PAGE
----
The Astros often play at home during the fourth of July holiday, but if I could have picked a place outside of Houston it would have been Boston. New England hope to much of America's history. TCB sits down with Over The Monster's Ben Buchanan to talk about the Red Sox's season and Fourth of July.
Admit it's been a whirlwind season for the Astros and my attention has been squarely on that. I had pegged the Red Sox to win the East at the beginning of the season. Now the Red Sox are 36-44 this season, seven games out of first. What has happened this year?
A little bit of everything. The pitching was miserable in April, which is what everyone thought might happen, then the lineup completely vanished in May, which isn't really what anyone thought might happen.
The first part of that is easy enough to explain. The Red Sox didn't really head into 2015 expecting to finish the year with the same five starters they had in the rotation in April. If I had to put a number on it, I'd say the over/under on successful experiments both in terms of health and quality would be something like 3.5. It's been significantly worse than that in the end, though, thanks to Rick Porcello going well beyond any struggles he's had in the past, leaving the rotation with only three particularly reliable options even with the addition of Eduardo Rodriguez from Triple-A.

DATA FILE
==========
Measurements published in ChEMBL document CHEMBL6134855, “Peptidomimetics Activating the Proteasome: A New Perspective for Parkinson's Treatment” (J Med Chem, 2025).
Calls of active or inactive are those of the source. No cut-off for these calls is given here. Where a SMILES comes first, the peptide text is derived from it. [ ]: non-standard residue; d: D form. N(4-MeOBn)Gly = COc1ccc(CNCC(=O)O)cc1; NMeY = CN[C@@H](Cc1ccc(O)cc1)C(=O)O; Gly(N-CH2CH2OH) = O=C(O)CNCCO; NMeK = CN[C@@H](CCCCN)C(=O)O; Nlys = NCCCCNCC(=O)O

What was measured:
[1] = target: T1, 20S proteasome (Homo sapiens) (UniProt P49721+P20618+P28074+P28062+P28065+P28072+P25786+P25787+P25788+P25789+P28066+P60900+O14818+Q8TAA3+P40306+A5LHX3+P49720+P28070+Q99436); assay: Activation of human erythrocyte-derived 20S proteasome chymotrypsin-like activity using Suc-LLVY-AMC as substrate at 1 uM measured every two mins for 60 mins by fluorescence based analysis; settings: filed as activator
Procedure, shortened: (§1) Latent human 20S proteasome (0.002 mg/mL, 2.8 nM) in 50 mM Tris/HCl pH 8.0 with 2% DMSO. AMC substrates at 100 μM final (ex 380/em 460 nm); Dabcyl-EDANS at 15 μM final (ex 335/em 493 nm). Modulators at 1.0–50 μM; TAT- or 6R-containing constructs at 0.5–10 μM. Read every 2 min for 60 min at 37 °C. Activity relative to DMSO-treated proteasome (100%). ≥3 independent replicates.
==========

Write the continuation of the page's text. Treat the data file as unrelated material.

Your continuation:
The second part isn't quite so easy, but there are answers there too. Hanley Ramirez and Pablo Sandoval both ended up hurt in May, with Sandoval's numbers dragged down even further by a particularly disastrous stretch against lefties that has been remedied by abandoning switch-hitting entirely. Ryan Hanigan hit the 60-day DL, leaving the Red Sox with no-offense Sandy Leon and Blake Swihart, called up probably a month or two too early. And, yes, David Ortiz is old, and it's finally starting to show.
Throughout it all, there's been the defensive issues of Hanley (predictable) and Sandoval (less so) making an already tall task for a shaky rotation nigh-impossible.
It's not that the Red Sox have been blindside by many things. It's that every problem you could see coming headed into the season has managed to crop up, particularly early in the season, digging a hole so deep it's hard to imagine them escaping it.
2. Are there any clear paths for fixing the Red Sox problems? Health, prospects, trade? Or is this a lost season?
If the season were starting now, and everything to this point had been spring training, I'd say the Sox had a chance. It does feel like they've found a number of answers. Blake Swihart is no longer the unready prospect forced into action, but looking like a viable major league catcher. Xander Bogaerts and Mookie Betts have both overcome some early rough patches to emerge as some of the better players on the roster. If the rotation is still lacking in depth, we're at least past the point where we have to put 10-15 starts into lost causes that aren't going anywhere (except for Justin Masterson, who you guys will have the pleasure of facing. Somehow we're still going on that for at least one more time through).